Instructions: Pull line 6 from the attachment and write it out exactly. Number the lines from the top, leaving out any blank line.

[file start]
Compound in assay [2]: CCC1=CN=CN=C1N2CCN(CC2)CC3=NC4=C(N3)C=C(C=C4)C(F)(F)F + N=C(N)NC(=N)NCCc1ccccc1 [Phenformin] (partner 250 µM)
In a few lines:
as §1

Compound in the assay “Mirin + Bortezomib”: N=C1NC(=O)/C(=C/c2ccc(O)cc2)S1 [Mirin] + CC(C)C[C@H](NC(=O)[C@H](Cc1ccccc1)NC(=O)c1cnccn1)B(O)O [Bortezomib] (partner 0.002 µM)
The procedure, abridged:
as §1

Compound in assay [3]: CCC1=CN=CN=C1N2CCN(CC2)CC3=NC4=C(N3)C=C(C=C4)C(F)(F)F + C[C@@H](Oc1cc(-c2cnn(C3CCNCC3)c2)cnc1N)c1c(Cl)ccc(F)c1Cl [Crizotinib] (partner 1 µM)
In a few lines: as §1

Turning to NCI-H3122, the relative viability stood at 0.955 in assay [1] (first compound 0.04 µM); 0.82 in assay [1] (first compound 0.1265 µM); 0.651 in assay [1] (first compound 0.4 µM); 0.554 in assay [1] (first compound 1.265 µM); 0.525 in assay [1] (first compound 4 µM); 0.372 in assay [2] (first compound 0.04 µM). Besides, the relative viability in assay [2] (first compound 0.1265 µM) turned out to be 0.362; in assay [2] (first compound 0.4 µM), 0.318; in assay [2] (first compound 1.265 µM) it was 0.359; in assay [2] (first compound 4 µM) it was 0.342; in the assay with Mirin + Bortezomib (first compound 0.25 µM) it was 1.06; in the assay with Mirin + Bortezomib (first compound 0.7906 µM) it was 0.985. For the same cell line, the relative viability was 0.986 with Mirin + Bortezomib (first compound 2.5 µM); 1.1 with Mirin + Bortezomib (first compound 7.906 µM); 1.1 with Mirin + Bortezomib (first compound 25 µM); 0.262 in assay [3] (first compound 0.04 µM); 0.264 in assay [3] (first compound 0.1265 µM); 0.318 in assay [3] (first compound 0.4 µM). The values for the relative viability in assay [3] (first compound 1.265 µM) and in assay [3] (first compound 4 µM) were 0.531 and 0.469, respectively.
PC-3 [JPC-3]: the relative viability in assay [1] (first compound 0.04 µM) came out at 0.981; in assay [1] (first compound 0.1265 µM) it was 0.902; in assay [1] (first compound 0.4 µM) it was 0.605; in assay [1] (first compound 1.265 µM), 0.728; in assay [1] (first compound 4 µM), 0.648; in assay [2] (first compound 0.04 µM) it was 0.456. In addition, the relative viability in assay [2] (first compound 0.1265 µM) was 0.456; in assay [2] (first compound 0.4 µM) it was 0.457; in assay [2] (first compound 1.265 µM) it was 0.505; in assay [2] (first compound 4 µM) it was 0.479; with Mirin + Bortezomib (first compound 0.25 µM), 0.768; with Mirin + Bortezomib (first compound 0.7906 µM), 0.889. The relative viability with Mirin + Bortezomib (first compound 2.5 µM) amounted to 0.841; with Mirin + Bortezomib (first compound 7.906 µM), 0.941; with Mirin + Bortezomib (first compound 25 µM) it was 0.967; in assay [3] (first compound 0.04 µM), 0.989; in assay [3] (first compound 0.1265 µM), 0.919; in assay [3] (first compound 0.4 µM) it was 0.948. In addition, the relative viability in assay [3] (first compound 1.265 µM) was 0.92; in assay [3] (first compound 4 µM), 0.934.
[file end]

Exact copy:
as §1